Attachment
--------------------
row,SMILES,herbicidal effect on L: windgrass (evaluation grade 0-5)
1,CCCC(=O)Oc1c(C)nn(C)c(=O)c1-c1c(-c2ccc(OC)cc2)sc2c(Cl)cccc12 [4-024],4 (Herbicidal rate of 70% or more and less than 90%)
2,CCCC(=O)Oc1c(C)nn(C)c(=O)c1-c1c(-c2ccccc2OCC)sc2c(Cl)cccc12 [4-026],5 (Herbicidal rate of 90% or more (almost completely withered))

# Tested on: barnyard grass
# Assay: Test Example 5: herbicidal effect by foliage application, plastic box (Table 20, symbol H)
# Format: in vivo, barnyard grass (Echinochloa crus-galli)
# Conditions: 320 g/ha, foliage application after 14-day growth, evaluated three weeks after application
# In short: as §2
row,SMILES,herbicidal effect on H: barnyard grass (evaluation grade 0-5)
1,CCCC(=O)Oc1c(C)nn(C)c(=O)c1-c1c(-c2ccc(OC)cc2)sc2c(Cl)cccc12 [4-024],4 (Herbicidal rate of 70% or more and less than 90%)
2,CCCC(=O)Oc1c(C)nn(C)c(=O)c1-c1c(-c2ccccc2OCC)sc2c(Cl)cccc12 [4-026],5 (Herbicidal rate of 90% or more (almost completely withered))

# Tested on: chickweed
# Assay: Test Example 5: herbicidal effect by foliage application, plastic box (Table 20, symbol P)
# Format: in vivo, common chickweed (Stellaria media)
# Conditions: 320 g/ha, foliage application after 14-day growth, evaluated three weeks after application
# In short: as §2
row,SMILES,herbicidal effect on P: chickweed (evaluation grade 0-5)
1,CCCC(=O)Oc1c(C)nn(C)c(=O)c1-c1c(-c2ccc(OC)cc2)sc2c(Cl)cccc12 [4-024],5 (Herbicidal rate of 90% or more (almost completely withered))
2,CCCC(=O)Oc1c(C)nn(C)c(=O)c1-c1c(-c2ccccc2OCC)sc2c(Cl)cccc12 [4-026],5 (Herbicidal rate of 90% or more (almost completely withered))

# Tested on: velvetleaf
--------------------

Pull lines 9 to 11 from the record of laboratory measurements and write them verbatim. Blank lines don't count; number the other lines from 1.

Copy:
row,SMILES,herbicidal effect on H: barnyard grass (evaluation grade 0-5)
1,CCCC(=O)Oc1c(C)nn(C)c(=O)c1-c1c(-c2ccc(OC)cc2)sc2c(Cl)cccc12 [4-024],4 (Herbicidal rate of 70% or more and less than 90%)
2,CCCC(=O)Oc1c(C)nn(C)c(=O)c1-c1c(-c2ccccc2OCC)sc2c(Cl)cccc12 [4-026],5 (Herbicidal rate of 90% or more (almost completely withered))